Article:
Prominent Scholars Threaten to Boycott Colleges That Don’t Support Contingent Faculty During Pandemic

Historians in the News
tags: labor, adjunct faculty, COVID-19, Academe, contingent faculty

More than 70 scholars are among the initial signatories to an academic-solidarity statement that promises not to accept invitations — for speaking engagements, conferences, and workshops — at institutions that do not “include non-tenure-track faculty and graduate workers in extensions of fixed-term contracts.”

“All academic workers deserve the relief of knowing that they have job security and the opportunity to complete their projects in more favorable conditions,” the statement reads.

Joining the boycott, which will last at least through the 2020-21 academic year, are the novelist and creative-writing professor Zadie Smith, the philosophers Judith Butler and Seyla Benhabib, the race-studies scholar Kimberlé Crenshaw, the cultural theorists Donna Haraway and Naomi Klein, the historians Nell Irvin Painter and Samuel Moyn, and the Nobel Prize-winning scientist Harold E. Varmus.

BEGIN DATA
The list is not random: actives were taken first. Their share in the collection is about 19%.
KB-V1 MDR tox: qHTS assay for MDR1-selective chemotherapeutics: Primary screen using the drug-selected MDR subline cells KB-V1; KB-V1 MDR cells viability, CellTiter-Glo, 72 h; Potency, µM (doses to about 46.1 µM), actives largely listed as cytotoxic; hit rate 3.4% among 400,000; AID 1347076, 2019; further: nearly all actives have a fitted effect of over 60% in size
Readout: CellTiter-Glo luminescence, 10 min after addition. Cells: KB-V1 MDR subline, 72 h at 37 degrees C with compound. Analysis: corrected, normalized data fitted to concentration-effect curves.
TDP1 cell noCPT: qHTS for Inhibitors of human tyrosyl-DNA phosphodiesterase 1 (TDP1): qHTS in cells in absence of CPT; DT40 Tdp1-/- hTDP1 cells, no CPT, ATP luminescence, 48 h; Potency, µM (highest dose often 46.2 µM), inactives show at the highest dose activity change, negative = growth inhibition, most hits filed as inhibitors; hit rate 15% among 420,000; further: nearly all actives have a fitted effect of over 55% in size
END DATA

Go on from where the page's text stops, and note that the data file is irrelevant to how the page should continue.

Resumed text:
Premilla Nadasen, a professor of history at Barnard College, is among the signatories. A scholar whose work focuses on labor policy and organizing, Nadasen hopes the statement will raise awareness of the inequities in the academic labor force.

“As with so much of what's happened around this pandemic, the fallout has impacted different communities to different degrees. And those who are precarious workers, those without economic security, are the ones who have been hardest hit. We have to acknowledge that,” Nadasen said.


Read entire article at Chronicle of Higher Education

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